NEW MEMBERS. We would like to welcome the following new members; Mr Bill Hayes who fell in the bag in Libya in April 1941. Mr John Chapman who was a resident of Campo 73 and Stalag 4A. Mr Douglas Anderson of the Rifle Brigade, who was taken prisoner near Tripoli in 1941. Mr G A Coulson of the Coldstream Guards who was taken prisoner at Knightsbridge. Mr Henry Bayne of the Black Watch who fell in the bag at St Valery. Major A J King, a former resident of Stalag 383, Mr Ken Clarke. Associate Members Val Richardson whose father was a Royal Engineer, resident in Stalag 21B and D. Barbara and Derek Merrill whose father was in E715 Auschwitz. Mr John Dunn whose father was taken prisoner at Tobruk. Mr Jeffrey Plowman whose father was in E734 at Schoppinitz. Mr Mark Kennedy whose father was in Stalag 20A. Mrs Joyce Richter whose father George Bolt was a resident of Stalag 4A. Bernard and Vera Clark whose late father Roderick fell in the bag at Cambrai in May 1940. Mr Mike Gorman whose father was a resident in Stalag 8B. Mr R J Cuff whose father John served in the Northamptonshire Regiment. Mrs Margaret Henson whose father was a resident in Oflags 6B, 7B and 7C. Mrs Helga and Mr Ron Gerhardi, Mr Brian Oliver and Penny Smith.

 

DONATIONS. We would like to thank the following for their kind donations to the welfare fund; Mr Robert Albert £15, Mr Alan Allport £10, Mrs D A Beaufort, Mr George Buchan £5, Mr Bernard Clark £30, Mr R J Cuff £5, Mrs B Duffy (milestone birthday) £120, Mrs Ruth Gardner £10, Mr Andrew Lister £15, Mrs Anne McKenzie £40, Mr David Miller £30, Mrs Christine Parry £15, Mr H Salmon £15, Mr R Walsh £5, all donations whether large or small are much appreciated.

 

OBITUARIES. We regret to report the passing away of some of our members. Mr Vic Walker of Beccles, Suffolk passed away on 20th October. David Davies of Victoria, British Columbia, Canada passed away on 1st May. Mr Frank Ruse of New Malden, Surrey passed away on 11th August after a short illness. He was a former resident of Stalag 20B. Mr William John Charles ‘Jack’ Nicholls passed away in Newton Abbot, Devon on 13th July. Mr John Angus Harrison passed away on 20th October at St Johns Hospital, Chelmsford after a long illness. He was a guest of both the Italians and Germans and served with the Seaforth Highlanders. Mr E A Beer passed away in Paignton in February this year. WE WILL REMEMBER THEM.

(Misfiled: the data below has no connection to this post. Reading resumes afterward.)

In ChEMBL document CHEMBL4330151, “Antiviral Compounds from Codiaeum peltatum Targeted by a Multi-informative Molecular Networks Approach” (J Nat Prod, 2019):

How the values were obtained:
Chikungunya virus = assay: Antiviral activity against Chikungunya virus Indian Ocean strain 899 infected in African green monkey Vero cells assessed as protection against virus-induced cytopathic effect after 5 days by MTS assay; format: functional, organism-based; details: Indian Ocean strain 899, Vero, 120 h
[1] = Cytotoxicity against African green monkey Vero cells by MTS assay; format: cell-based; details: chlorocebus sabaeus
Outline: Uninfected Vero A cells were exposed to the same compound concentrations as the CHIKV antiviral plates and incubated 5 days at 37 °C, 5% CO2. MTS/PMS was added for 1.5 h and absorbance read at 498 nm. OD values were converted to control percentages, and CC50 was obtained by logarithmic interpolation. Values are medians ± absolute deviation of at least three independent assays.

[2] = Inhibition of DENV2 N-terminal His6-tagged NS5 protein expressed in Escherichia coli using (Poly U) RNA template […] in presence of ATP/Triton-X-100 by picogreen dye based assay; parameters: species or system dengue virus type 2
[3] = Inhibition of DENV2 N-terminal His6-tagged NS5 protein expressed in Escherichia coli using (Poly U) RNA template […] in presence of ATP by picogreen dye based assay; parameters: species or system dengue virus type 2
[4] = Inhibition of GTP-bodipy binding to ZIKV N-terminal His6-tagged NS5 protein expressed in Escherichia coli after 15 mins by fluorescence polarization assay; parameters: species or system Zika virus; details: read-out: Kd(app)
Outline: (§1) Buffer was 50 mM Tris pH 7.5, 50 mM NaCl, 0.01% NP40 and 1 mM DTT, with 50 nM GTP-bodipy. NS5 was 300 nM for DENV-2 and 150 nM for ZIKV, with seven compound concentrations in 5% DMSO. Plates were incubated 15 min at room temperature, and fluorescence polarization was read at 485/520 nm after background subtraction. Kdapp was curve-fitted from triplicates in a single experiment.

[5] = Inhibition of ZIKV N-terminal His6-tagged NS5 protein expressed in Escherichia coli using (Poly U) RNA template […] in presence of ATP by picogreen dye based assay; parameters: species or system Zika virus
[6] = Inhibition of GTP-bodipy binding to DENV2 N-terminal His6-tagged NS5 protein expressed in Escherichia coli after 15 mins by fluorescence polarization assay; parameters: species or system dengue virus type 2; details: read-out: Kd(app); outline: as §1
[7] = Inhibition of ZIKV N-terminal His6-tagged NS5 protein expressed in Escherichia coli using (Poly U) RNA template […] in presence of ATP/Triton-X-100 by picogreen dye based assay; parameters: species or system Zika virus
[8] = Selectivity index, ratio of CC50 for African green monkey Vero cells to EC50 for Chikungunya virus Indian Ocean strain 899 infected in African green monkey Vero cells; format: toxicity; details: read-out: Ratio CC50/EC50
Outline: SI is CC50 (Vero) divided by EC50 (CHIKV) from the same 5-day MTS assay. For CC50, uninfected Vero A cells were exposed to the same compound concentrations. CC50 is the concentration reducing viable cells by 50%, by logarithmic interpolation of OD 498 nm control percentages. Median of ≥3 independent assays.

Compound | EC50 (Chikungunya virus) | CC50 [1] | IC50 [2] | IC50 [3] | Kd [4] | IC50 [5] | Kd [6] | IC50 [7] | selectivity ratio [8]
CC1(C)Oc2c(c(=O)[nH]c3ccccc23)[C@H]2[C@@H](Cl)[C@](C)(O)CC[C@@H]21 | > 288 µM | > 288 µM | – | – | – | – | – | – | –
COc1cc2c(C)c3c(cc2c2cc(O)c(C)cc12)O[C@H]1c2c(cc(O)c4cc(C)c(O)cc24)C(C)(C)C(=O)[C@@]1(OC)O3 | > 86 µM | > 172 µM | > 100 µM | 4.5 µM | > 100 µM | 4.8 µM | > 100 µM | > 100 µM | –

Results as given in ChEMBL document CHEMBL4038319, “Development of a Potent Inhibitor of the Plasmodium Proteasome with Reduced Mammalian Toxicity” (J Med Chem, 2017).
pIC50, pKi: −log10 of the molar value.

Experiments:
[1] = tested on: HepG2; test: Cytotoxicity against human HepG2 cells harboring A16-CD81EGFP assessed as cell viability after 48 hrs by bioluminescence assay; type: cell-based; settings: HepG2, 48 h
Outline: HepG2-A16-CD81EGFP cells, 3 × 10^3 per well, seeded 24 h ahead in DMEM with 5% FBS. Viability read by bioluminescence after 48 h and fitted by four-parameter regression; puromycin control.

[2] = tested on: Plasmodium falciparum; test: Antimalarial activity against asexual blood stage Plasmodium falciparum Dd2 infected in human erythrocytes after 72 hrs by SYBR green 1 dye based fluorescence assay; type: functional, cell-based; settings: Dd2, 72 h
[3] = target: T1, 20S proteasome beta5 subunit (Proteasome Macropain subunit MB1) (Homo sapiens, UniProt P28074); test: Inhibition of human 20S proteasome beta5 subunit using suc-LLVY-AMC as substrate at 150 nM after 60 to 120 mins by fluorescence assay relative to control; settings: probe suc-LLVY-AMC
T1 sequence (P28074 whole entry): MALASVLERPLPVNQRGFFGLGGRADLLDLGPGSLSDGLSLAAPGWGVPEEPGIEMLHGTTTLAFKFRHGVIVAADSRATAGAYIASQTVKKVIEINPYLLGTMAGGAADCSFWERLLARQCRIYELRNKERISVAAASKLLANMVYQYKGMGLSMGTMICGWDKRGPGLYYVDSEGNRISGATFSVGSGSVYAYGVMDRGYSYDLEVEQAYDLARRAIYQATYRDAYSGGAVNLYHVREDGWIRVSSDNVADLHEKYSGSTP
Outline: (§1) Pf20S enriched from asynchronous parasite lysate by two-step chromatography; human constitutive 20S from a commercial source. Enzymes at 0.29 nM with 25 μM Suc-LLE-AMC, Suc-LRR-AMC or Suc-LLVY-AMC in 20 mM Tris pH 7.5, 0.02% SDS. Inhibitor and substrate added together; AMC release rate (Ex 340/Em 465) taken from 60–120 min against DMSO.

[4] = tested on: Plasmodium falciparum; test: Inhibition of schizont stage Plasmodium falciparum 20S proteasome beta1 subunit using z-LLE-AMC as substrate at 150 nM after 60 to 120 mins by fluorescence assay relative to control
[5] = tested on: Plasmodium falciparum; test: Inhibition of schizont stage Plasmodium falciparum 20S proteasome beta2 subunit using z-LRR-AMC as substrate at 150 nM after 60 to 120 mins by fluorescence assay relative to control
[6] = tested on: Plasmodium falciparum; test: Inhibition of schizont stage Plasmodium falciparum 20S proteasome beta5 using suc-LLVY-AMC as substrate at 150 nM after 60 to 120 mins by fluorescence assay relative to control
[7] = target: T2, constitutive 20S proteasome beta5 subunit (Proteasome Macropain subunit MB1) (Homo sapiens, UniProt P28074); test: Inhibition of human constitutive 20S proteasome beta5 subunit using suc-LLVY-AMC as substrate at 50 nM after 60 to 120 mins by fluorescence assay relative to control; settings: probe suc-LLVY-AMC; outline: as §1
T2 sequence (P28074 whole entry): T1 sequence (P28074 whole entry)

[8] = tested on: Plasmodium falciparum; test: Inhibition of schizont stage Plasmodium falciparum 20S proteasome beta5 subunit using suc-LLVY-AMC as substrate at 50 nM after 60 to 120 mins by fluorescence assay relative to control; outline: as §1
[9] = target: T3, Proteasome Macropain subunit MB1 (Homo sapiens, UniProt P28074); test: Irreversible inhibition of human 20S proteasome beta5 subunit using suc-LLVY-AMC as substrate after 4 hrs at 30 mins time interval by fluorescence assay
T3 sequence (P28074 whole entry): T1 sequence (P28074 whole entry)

WELFARE NEWS. I noticed an interesting article in the Daily Mail recently regarding the payment of pensions. As we all know the Royal Mail are trying to make the local post offices extinct and would prefer everyone to have their pensions paid directly into a bank account. Convenient for them, but not always for the pensioner. It appears that the Department of Work and Pensions have not only been telephoning pensioners at home to try to persuade them to have the money paid straight into a bank account, but they have even been sending people to visit pensioners at home to ‘explain direct payment’. Please be advised that you are still entitled to receive your pension in cash at a post office and you do not need to speak to any DWP employees over the phone. If any of them turn up on your doorstep you are quite entitled to tell them to go away. Nicely of course.